July 18, 2007

"The Googlization of Everything" - Siva Vaidhyanathan

"The Googlization of Everything" is a new book in the works by Siva Vaidhyanathan. I'm going to get a jump by echoing it before the crowd (any resemblance between this post and Google manipulation is purely ironic ...).
[n.b. note the picture in the first link - "Snared in the Web 2.0 ... "User-generated content" is just another name for massive corporate data collection, mining, and profiling"]

Per the The Institute for the Future of the Book's fellow announcement:

Siva is one of just a handful of writers to have leveled a consistent and coherent critique of Google's expansionist policies, arguing not from the usual kneejerk copyright conservatism that has dominated the debate but from a broader cultural and historical perspective: what does it mean for one company to control so much of the world's knowledge?

As I keep saying, there's a shift, but it's from one set of gatekeepers to another set of gatekeepers.

Or, as put in a talk note

His premise was that we've come to talk about Google in theological terms, and that the Google folks themselves encourage this through their familiar "don't be evil"-type approach to their public communications. He thinks their stated aim to eventually provide universal access to all information is basically cynical at worst, unrealizable at best.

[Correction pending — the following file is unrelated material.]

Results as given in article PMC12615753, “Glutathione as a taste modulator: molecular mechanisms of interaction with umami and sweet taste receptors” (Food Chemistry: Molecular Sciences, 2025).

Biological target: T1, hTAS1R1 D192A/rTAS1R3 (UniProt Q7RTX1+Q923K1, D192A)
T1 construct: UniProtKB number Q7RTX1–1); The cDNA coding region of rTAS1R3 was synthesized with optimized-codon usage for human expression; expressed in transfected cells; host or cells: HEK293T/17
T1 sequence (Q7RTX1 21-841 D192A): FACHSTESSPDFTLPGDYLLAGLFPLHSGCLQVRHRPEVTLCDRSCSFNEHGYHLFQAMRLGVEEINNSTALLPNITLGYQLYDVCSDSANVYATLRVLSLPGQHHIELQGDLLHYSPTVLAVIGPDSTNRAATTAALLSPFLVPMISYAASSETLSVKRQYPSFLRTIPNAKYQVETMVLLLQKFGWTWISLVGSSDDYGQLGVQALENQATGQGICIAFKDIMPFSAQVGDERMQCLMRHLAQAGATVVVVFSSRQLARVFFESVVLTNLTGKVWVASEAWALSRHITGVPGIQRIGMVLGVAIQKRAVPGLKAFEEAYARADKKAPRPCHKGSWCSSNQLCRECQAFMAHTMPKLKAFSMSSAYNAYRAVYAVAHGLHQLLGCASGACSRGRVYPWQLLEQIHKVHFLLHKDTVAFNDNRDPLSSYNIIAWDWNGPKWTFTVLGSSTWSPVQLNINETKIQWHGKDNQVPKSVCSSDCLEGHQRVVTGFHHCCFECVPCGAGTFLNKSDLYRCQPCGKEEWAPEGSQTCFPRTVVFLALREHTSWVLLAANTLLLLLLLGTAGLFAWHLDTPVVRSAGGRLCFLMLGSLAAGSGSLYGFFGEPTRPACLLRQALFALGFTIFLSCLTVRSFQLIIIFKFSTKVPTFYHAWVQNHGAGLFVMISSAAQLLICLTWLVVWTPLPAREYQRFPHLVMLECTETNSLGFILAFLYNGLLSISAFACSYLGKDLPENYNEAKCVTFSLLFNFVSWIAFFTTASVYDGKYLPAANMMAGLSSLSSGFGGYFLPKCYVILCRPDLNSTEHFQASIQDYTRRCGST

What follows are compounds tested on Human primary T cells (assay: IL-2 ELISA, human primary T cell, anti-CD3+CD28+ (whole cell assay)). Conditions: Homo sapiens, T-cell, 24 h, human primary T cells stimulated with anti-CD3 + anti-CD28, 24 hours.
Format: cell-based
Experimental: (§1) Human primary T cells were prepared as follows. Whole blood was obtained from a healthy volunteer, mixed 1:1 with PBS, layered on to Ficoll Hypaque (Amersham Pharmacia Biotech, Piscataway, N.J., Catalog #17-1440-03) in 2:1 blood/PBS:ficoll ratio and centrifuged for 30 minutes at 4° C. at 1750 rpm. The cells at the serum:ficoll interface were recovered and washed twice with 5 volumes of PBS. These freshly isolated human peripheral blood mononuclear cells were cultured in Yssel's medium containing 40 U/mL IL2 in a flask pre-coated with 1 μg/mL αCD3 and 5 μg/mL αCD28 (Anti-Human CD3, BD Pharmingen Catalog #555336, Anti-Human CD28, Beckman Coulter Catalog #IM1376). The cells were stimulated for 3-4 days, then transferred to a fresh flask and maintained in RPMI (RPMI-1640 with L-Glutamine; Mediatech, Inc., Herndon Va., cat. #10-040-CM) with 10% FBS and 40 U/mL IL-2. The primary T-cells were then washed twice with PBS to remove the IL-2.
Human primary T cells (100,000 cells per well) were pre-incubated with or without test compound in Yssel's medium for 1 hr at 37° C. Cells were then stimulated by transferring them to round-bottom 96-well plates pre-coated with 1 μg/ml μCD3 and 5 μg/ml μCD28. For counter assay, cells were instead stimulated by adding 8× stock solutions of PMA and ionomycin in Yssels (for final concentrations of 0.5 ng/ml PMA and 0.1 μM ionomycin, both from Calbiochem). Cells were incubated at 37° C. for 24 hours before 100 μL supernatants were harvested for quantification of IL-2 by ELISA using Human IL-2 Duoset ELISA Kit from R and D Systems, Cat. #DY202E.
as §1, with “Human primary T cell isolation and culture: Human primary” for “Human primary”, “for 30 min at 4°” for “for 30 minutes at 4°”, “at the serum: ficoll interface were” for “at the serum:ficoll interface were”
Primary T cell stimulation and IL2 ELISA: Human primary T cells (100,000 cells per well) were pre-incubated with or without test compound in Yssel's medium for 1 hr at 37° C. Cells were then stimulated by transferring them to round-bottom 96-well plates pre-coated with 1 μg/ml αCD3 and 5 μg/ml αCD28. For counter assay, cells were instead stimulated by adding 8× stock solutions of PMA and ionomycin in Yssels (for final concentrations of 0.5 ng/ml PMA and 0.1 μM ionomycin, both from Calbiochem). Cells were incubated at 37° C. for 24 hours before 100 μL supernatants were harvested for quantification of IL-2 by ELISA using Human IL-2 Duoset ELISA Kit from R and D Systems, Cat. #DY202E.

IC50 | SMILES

More talk elaboration:

Siva concludes his talk with a plea against technofundamentalism - the Google logic that you can always fix the problem by tweaking and innovating. This is also a plea against the myth of technological neutrality. Google is not neutral, he says, and politics are built into the black boxes of their search engines. Finally, this is a plea for Critical Information Studies - a nice start to the conference, then.

Shorter: You can't fix a social problem with a technological solution?

By Seth Finkelstein | posted in google | on July 18, 2007 11:59 PM (Infothought permalink)
Seth Finkelstein's Infothought blog (Wikipedia, Google, censorware, and an inside view of net-politics) - Syndicate site (subscribe, RSS)

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